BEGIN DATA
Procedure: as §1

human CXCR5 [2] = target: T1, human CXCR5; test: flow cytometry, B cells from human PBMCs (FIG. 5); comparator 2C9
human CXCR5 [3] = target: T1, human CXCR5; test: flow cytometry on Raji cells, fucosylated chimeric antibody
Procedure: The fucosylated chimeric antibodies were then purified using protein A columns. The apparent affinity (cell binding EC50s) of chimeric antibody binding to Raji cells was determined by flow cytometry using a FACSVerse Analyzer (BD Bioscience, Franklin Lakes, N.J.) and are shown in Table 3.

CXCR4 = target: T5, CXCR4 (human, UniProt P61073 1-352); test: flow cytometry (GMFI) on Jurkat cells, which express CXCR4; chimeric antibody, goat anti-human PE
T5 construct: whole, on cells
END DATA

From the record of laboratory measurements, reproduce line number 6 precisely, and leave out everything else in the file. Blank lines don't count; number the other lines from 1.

T5 construct: whole, on cells